The Google Express is switching tracks, as it were, shutting down on-demand delivery hubs in San Francisco and Mountain View as reports Re/code. The move to restructure comes just as a battle to unionize Google Express subcontractors heats up, one which the Weekly has been covering consistently. The timing won't be welcomed by jilted workers who may have feared just such an outcome, and it perhaps reflects an impulse on the part of Google — or, should we say, Alphabet — to part ways with contractors who seek employment and rely instead on existing on-demand startups.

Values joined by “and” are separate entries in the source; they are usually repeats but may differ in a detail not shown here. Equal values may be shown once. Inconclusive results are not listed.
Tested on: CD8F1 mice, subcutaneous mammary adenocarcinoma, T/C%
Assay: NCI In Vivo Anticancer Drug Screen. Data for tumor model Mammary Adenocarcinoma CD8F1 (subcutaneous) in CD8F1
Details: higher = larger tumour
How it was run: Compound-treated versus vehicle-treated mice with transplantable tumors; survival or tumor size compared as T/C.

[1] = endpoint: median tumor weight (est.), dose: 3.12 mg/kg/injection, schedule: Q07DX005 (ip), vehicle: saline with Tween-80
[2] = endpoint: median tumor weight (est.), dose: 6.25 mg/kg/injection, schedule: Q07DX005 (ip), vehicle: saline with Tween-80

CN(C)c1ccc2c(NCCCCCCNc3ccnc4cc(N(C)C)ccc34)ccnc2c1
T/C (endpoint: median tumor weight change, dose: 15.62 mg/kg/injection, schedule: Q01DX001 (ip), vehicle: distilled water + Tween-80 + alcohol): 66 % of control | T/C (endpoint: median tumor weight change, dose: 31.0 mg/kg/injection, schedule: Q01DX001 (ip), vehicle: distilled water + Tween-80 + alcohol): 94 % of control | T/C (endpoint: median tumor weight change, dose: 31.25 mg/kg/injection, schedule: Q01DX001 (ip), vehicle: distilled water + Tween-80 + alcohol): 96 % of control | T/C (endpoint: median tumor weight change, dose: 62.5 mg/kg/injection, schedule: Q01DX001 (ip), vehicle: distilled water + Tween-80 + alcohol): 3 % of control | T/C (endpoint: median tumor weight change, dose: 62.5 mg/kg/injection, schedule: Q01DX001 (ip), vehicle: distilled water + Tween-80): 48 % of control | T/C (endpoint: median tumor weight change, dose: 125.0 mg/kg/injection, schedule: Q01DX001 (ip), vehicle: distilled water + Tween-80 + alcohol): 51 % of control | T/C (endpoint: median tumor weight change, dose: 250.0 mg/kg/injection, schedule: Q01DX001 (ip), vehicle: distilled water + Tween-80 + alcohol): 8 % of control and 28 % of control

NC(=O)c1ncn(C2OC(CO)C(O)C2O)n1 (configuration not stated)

Customers of Google Express, née Google Shopping Express, pay $95 a year or $10 a month for deliveries from various stores and suppliers. A perceived attempt to compete with Amazon, the service lost a top executive this year, Tom Fallows, and then the executive in charge of all commerce, Sameer Samat. Express exists in seven cities, but the Bay Area is the only one in which Google went with a hub model.

According to sources to Re/code, Google wants to outsource delivery to other on-demand startups — perhaps such as Postmates, Flywheel, and maybe even on-demand newcomer Uber — which began delivering meals in San Francisco this week and which delivers other items in other cities.

Meanwhile, a vote among the workers of Adecco, the staffing agency which has around 140 people staffing Google's Palo Alto, filed for a union election last month and were planning to vote on the subject this week.

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